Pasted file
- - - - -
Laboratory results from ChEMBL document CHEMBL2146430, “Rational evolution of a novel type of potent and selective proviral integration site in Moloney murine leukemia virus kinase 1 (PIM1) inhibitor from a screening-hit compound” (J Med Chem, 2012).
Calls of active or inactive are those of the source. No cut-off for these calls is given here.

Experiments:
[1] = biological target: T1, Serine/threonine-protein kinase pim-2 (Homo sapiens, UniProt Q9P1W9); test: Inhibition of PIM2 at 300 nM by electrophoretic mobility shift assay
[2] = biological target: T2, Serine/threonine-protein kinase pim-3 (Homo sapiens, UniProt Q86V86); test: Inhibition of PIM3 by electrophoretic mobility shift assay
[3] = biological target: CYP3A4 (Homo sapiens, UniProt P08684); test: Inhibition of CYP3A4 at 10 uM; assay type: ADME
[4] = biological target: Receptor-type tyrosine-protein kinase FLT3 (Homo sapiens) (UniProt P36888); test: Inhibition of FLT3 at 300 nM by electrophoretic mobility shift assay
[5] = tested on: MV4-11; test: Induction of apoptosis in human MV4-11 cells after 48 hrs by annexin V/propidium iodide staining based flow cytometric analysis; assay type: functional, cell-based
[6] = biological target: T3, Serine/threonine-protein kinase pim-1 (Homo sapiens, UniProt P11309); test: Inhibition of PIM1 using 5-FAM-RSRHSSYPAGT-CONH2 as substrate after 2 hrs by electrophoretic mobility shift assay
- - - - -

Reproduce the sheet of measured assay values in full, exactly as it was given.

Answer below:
Laboratory results from ChEMBL document CHEMBL2146430, “Rational evolution of a novel type of potent and selective proviral integration site in Moloney murine leukemia virus kinase 1 (PIM1) inhibitor from a screening-hit compound” (J Med Chem, 2012).
Calls of active or inactive are those of the source. No cut-off for these calls is given here.

Experiments:
[1] = biological target: T1, Serine/threonine-protein kinase pim-2 (Homo sapiens, UniProt Q9P1W9); test: Inhibition of PIM2 at 300 nM by electrophoretic mobility shift assay
[2] = biological target: T2, Serine/threonine-protein kinase pim-3 (Homo sapiens, UniProt Q86V86); test: Inhibition of PIM3 by electrophoretic mobility shift assay
[3] = biological target: CYP3A4 (Homo sapiens, UniProt P08684); test: Inhibition of CYP3A4 at 10 uM; assay type: ADME
[4] = biological target: Receptor-type tyrosine-protein kinase FLT3 (Homo sapiens) (UniProt P36888); test: Inhibition of FLT3 at 300 nM by electrophoretic mobility shift assay
[5] = tested on: MV4-11; test: Induction of apoptosis in human MV4-11 cells after 48 hrs by annexin V/propidium iodide staining based flow cytometric analysis; assay type: functional, cell-based
[6] = biological target: T3, Serine/threonine-protein kinase pim-1 (Homo sapiens, UniProt P11309); test: Inhibition of PIM1 using 5-FAM-RSRHSSYPAGT-CONH2 as substrate after 2 hrs by electrophoretic mobility shift assay